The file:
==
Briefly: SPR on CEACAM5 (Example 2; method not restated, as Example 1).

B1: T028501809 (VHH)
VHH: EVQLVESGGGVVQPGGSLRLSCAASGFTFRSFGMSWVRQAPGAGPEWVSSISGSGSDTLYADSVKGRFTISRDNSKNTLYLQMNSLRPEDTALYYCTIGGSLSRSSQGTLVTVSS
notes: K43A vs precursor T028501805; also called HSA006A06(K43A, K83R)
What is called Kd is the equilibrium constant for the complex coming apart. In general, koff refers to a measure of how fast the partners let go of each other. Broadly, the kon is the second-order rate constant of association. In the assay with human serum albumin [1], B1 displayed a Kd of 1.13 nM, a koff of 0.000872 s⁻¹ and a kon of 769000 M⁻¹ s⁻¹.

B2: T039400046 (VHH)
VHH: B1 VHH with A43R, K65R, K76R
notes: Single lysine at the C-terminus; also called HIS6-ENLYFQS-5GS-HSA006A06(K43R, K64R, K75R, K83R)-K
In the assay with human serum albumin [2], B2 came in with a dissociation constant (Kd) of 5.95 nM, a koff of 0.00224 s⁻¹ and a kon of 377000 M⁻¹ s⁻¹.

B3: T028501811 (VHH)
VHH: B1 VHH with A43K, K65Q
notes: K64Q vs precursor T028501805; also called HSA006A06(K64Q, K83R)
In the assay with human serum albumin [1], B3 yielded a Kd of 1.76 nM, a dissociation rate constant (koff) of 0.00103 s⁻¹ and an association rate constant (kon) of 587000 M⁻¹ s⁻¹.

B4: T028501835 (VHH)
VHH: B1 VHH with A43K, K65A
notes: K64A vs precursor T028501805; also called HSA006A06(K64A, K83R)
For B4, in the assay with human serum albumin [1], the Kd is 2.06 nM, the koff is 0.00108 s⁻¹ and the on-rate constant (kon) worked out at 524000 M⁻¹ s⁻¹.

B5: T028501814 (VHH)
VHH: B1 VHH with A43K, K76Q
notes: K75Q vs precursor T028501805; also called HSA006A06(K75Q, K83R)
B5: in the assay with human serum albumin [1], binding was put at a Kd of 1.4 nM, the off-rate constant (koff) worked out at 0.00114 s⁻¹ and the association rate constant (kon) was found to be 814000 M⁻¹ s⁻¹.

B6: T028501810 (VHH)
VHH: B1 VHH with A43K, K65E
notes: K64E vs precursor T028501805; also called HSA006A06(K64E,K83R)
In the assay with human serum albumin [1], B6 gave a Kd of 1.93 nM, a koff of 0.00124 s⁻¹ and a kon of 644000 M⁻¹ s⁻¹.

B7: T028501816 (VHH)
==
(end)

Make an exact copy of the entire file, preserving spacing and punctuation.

Briefly: SPR on CEACAM5 (Example 2; method not restated, as Example 1).

B1: T028501809 (VHH)
VHH: EVQLVESGGGVVQPGGSLRLSCAASGFTFRSFGMSWVRQAPGAGPEWVSSISGSGSDTLYADSVKGRFTISRDNSKNTLYLQMNSLRPEDTALYYCTIGGSLSRSSQGTLVTVSS
notes: K43A vs precursor T028501805; also called HSA006A06(K43A, K83R)
What is called Kd is the equilibrium constant for the complex coming apart. In general, koff refers to a measure of how fast the partners let go of each other. Broadly, the kon is the second-order rate constant of association. In the assay with human serum albumin [1], B1 displayed a Kd of 1.13 nM, a koff of 0.000872 s⁻¹ and a kon of 769000 M⁻¹ s⁻¹.

B2: T039400046 (VHH)
VHH: B1 VHH with A43R, K65R, K76R
notes: Single lysine at the C-terminus; also called HIS6-ENLYFQS-5GS-HSA006A06(K43R, K64R, K75R, K83R)-K
In the assay with human serum albumin [2], B2 came in with a dissociation constant (Kd) of 5.95 nM, a koff of 0.00224 s⁻¹ and a kon of 377000 M⁻¹ s⁻¹.

B3: T028501811 (VHH)
VHH: B1 VHH with A43K, K65Q
notes: K64Q vs precursor T028501805; also called HSA006A06(K64Q, K83R)
In the assay with human serum albumin [1], B3 yielded a Kd of 1.76 nM, a dissociation rate constant (koff) of 0.00103 s⁻¹ and an association rate constant (kon) of 587000 M⁻¹ s⁻¹.

B4: T028501835 (VHH)
VHH: B1 VHH with A43K, K65A
notes: K64A vs precursor T028501805; also called HSA006A06(K64A, K83R)
For B4, in the assay with human serum albumin [1], the Kd is 2.06 nM, the koff is 0.00108 s⁻¹ and the on-rate constant (kon) worked out at 524000 M⁻¹ s⁻¹.

B5: T028501814 (VHH)
VHH: B1 VHH with A43K, K76Q
notes: K75Q vs precursor T028501805; also called HSA006A06(K75Q, K83R)
B5: in the assay with human serum albumin [1], binding was put at a Kd of 1.4 nM, the off-rate constant (koff) worked out at 0.00114 s⁻¹ and the association rate constant (kon) was found to be 814000 M⁻¹ s⁻¹.

B6: T028501810 (VHH)
VHH: B1 VHH with A43K, K65E
notes: K64E vs precursor T028501805; also called HSA006A06(K64E,K83R)
In the assay with human serum albumin [1], B6 gave a Kd of 1.93 nM, a koff of 0.00124 s⁻¹ and a kon of 644000 M⁻¹ s⁻¹.

B7: T028501816 (VHH)